The Importance of EMS Recertification
By Allison G. S. Knox, M.A., EMT-B, faculty member at American Military University
Certifications are an important aspect of career development: They help keep individuals engaged and knowledgeable about best practices and policies. In emergency medical services (EMS), certifications are an important way to make sure individuals have the appropriate knowledge and skills to continue working in the field.
[Related Article: The Need to Avoid EMS Staffing Reductions During Budget Cuts]
The EMS recertification process for emergency medical technicians (EMTs) and paramedics is time-consuming. Considering how diverse the various certifications have become, the EMS recertification process will vary considerably depending on the type of certification. It is, however, important for EMS professionals to stay well versed on the various protocols and latest developments in medical practices.
EMS is a physically demanding profession that requires tremendous focus and knowledge in a variety of different medical and traumatic emergencies. It also requires individuals to make good decisions under pressure in a fast-paced environment.
[Related Article: Overcoming Teamwork Obstacles in Emergency Medical Services]
EMS recertification helps keep professionals versed in a variety of patient care issues – especially for 911 cases that they rarely see. For example, EMTs and paramedics may not respond frequently to young patients with crush syndrome or patients with deep vein thrombosis (DVT), but must recognize the signs and symptoms of such serious issues. Their primary way of relearning about these conditions and finding out about newly discovered ones is through the EMS recertification process. EMTs and paramedics must be proficient in vast amounts of emergency knowledge, regardless of how often they may encounter certain cases.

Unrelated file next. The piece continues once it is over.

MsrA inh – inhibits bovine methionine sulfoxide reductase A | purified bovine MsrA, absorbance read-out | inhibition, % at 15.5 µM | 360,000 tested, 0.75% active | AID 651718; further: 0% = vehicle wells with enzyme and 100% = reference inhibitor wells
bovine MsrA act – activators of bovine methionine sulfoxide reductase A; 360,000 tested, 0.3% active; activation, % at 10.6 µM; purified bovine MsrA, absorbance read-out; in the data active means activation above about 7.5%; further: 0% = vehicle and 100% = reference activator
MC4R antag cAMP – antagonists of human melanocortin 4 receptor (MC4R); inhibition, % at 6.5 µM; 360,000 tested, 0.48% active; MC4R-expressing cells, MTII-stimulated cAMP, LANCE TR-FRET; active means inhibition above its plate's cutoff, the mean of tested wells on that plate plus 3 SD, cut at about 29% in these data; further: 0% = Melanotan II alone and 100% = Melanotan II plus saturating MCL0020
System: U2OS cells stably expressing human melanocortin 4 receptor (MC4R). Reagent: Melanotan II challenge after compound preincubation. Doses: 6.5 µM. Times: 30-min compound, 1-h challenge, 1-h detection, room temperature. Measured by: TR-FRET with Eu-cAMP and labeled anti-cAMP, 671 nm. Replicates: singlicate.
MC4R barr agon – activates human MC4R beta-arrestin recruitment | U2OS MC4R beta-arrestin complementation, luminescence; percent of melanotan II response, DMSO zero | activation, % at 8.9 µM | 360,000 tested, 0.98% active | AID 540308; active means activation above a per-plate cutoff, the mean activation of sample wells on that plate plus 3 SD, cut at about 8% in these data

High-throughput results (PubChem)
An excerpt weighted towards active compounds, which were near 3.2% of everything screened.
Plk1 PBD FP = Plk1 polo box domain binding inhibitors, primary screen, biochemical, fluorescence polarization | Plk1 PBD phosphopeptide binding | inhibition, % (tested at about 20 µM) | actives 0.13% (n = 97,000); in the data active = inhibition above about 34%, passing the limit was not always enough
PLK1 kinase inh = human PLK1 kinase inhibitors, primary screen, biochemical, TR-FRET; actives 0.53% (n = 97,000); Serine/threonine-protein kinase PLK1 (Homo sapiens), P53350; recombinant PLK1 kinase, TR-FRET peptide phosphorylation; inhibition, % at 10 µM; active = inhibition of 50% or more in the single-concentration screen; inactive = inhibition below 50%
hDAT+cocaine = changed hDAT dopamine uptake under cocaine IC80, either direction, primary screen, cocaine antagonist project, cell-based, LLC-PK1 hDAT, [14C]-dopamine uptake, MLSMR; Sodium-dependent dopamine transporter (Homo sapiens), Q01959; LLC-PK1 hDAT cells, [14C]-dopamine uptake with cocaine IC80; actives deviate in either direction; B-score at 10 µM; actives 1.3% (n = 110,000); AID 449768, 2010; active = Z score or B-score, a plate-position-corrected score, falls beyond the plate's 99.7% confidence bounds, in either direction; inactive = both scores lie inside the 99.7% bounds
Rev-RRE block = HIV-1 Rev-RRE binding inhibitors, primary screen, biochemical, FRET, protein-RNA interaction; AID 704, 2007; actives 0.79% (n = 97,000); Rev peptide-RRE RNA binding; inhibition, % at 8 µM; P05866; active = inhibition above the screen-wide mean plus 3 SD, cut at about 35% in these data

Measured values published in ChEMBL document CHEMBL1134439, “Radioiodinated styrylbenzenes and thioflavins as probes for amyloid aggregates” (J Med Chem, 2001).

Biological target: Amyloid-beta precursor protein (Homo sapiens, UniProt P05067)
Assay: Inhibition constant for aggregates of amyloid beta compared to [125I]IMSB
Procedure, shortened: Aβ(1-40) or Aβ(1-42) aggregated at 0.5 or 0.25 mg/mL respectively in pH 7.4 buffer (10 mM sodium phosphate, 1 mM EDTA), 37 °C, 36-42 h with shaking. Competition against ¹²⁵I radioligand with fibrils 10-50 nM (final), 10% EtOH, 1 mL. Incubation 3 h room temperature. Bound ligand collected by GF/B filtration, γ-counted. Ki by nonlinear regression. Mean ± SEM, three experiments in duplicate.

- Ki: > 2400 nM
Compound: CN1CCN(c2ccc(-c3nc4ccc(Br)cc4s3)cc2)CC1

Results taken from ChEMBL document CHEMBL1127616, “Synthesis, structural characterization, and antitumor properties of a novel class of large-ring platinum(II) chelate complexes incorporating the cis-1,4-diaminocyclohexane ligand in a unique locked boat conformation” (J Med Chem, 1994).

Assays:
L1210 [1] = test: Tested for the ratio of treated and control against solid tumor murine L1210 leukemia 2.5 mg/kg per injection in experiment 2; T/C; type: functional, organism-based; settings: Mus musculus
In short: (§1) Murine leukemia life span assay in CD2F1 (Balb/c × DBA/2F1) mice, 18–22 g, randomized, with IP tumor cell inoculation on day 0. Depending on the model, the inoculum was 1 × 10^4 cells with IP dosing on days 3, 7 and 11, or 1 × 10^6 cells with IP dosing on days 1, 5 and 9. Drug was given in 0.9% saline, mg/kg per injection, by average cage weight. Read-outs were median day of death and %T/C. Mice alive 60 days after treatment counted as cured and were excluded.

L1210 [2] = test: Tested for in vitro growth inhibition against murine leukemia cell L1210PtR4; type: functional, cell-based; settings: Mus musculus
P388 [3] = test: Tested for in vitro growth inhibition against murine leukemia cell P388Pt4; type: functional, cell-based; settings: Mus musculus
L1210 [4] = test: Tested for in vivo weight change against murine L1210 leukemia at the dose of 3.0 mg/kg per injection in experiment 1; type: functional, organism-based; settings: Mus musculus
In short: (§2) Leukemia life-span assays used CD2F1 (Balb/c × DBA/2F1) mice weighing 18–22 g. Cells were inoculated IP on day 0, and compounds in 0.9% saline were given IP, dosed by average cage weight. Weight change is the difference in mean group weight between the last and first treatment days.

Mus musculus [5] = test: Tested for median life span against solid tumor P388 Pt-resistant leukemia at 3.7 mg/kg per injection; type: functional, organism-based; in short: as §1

While there are many safety reasons for EMTs and paramedics to go through recertification, it is also an important process on an agency level. Agency protocols change often and by requiring all personnel to undergo the same training, an agency can ensure it has adequately communicated every change to all its employees. It is also a way to incorporate training when an area experiences a growing trend in medical emergencies. For example, many rural areas are experiencing dramatic growth in heroin overdoses that require specialized medical treatment. Training EMTs to identify and treat these increasingly common emergencies can ensure proper medical care is being delivered.
While the EMS recertification process may seem time-consuming and burdensome, it is vital to building and maintaining the skillsets of employees and ensuring top-quality medical care is being delivered by the agency.
About the Author: Allison G. S. Knox is on the faculty at American Military University. An emergency medical technician and a political scientist, Allison’s research interests are comprised of federalism and emergency management/emergency medical services policy issues. Prior to teaching, Allison worked in a level-one trauma center emergency department and for a member of Congress in Washington, D.C. She holds Master’s degrees in Emergency Management, National Security Studies and International Relations and History, as well as a graduate certificate in Homeland Security. She is working on her doctorate in Public Administration and Policy at Virginia Tech. Allison currently serves as the chapter sponsor and faculty adviser for the West Virginia Iota Chapter of Pi Gamma Mu International Honor Society, and also serves as the Chancellor of the Southeast Region on the Board of Trustees for Pi Gamma Mu International Honor Society. She advocates annually for issues affecting emergency medical services.
Online Degrees & Certificates For Fire Science Professionals
In the world of fire and emergency operations, conditions change quickly as does the knowledge needed to lead the response. The online Fire Science program teaches students the latest industry principles, theory, and best practices. Students learn tactical operations, fire safety, firefighting leadership and management, and community fire outreach and response techniques.